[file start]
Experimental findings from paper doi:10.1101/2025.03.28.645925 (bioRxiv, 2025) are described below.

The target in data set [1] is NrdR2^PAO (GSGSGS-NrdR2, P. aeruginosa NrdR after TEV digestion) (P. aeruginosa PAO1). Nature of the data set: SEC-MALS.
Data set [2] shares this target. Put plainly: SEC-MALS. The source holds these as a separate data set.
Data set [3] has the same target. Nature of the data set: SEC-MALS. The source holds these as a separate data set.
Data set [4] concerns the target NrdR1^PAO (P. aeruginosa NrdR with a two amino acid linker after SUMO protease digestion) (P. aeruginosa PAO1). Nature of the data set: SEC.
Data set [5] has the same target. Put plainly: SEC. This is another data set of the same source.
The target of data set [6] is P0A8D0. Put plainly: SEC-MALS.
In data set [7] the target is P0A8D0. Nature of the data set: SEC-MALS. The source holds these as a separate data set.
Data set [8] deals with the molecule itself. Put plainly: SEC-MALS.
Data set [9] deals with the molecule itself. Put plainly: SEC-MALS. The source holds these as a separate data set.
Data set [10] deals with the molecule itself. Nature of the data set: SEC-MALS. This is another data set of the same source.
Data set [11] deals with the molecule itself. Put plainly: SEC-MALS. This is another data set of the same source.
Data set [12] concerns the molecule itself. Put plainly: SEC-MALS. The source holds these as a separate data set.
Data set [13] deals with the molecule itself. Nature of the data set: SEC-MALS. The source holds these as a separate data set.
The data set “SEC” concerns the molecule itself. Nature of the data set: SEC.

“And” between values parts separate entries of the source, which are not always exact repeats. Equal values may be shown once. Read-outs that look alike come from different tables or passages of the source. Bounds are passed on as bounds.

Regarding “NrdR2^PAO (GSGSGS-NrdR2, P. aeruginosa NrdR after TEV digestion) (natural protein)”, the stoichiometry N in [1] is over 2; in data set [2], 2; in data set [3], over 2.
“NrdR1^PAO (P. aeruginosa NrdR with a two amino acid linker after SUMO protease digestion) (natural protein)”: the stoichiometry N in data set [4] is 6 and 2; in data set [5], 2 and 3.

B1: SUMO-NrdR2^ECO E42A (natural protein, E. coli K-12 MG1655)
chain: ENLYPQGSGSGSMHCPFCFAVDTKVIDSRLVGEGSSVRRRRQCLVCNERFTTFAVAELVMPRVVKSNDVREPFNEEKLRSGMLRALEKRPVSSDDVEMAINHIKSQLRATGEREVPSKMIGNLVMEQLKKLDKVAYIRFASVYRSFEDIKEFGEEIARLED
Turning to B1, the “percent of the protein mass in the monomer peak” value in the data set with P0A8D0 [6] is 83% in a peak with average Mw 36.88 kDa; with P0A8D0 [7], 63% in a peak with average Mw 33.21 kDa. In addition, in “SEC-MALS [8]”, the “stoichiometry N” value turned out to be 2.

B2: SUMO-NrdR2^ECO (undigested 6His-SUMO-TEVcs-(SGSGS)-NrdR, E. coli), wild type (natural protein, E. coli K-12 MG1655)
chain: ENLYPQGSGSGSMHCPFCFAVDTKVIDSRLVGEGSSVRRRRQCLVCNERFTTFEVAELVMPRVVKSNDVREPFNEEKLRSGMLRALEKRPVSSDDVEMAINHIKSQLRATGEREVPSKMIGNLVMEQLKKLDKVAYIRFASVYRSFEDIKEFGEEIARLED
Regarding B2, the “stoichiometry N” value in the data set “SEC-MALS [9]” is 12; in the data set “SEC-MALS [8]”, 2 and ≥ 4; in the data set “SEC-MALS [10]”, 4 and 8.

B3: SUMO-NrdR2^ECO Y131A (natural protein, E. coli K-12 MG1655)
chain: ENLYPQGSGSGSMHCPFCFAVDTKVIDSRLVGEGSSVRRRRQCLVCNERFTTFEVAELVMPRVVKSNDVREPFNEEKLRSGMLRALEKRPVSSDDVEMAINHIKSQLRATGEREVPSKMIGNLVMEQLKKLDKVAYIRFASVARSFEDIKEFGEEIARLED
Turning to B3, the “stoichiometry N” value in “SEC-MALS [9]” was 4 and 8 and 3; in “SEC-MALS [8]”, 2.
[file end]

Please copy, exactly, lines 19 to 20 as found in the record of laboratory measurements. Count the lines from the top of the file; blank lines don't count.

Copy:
B1: SUMO-NrdR2^ECO E42A (natural protein, E. coli K-12 MG1655)
chain: ENLYPQGSGSGSMHCPFCFAVDTKVIDSRLVGEGSSVRRRRQCLVCNERFTTFAVAELVMPRVVKSNDVREPFNEEKLRSGMLRALEKRPVSSDDVEMAINHIKSQLRATGEREVPSKMIGNLVMEQLKKLDKVAYIRFASVYRSFEDIKEFGEEIARLED